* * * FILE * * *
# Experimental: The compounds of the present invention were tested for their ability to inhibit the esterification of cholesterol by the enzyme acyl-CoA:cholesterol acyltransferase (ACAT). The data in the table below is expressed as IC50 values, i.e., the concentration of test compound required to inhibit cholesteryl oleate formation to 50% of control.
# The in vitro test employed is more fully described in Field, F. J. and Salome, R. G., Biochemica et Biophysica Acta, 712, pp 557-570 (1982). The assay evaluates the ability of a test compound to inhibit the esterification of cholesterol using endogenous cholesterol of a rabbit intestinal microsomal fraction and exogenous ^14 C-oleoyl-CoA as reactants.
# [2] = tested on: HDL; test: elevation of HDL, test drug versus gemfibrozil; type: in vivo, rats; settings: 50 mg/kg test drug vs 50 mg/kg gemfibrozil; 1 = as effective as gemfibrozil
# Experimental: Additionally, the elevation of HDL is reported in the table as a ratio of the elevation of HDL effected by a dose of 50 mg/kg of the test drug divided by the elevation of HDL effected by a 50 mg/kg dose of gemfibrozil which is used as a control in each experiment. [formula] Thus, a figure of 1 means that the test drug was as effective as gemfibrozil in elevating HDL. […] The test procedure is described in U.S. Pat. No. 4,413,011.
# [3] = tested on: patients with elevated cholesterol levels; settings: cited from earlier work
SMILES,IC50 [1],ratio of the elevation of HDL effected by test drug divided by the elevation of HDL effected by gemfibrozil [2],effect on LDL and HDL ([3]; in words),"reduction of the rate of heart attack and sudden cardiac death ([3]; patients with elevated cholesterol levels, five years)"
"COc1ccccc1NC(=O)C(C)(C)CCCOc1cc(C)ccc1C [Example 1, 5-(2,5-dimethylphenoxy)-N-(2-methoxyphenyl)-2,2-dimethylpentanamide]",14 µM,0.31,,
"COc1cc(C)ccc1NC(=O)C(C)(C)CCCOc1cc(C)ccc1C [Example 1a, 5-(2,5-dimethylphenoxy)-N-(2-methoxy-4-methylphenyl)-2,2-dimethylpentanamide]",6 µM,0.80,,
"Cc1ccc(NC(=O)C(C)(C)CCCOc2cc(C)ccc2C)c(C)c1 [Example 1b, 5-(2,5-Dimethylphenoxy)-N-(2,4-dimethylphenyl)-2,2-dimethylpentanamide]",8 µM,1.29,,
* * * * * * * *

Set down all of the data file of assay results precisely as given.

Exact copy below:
# Experimental: The compounds of the present invention were tested for their ability to inhibit the esterification of cholesterol by the enzyme acyl-CoA:cholesterol acyltransferase (ACAT). The data in the table below is expressed as IC50 values, i.e., the concentration of test compound required to inhibit cholesteryl oleate formation to 50% of control.
# The in vitro test employed is more fully described in Field, F. J. and Salome, R. G., Biochemica et Biophysica Acta, 712, pp 557-570 (1982). The assay evaluates the ability of a test compound to inhibit the esterification of cholesterol using endogenous cholesterol of a rabbit intestinal microsomal fraction and exogenous ^14 C-oleoyl-CoA as reactants.
# [2] = tested on: HDL; test: elevation of HDL, test drug versus gemfibrozil; type: in vivo, rats; settings: 50 mg/kg test drug vs 50 mg/kg gemfibrozil; 1 = as effective as gemfibrozil
# Experimental: Additionally, the elevation of HDL is reported in the table as a ratio of the elevation of HDL effected by a dose of 50 mg/kg of the test drug divided by the elevation of HDL effected by a 50 mg/kg dose of gemfibrozil which is used as a control in each experiment. [formula] Thus, a figure of 1 means that the test drug was as effective as gemfibrozil in elevating HDL. […] The test procedure is described in U.S. Pat. No. 4,413,011.
# [3] = tested on: patients with elevated cholesterol levels; settings: cited from earlier work
SMILES,IC50 [1],ratio of the elevation of HDL effected by test drug divided by the elevation of HDL effected by gemfibrozil [2],effect on LDL and HDL ([3]; in words),"reduction of the rate of heart attack and sudden cardiac death ([3]; patients with elevated cholesterol levels, five years)"
"COc1ccccc1NC(=O)C(C)(C)CCCOc1cc(C)ccc1C [Example 1, 5-(2,5-dimethylphenoxy)-N-(2-methoxyphenyl)-2,2-dimethylpentanamide]",14 µM,0.31,,
"COc1cc(C)ccc1NC(=O)C(C)(C)CCCOc1cc(C)ccc1C [Example 1a, 5-(2,5-dimethylphenoxy)-N-(2-methoxy-4-methylphenyl)-2,2-dimethylpentanamide]",6 µM,0.80,,
"Cc1ccc(NC(=O)C(C)(C)CCCOc2cc(C)ccc2C)c(C)c1 [Example 1b, 5-(2,5-Dimethylphenoxy)-N-(2,4-dimethylphenyl)-2,2-dimethylpentanamide]",8 µM,1.29,,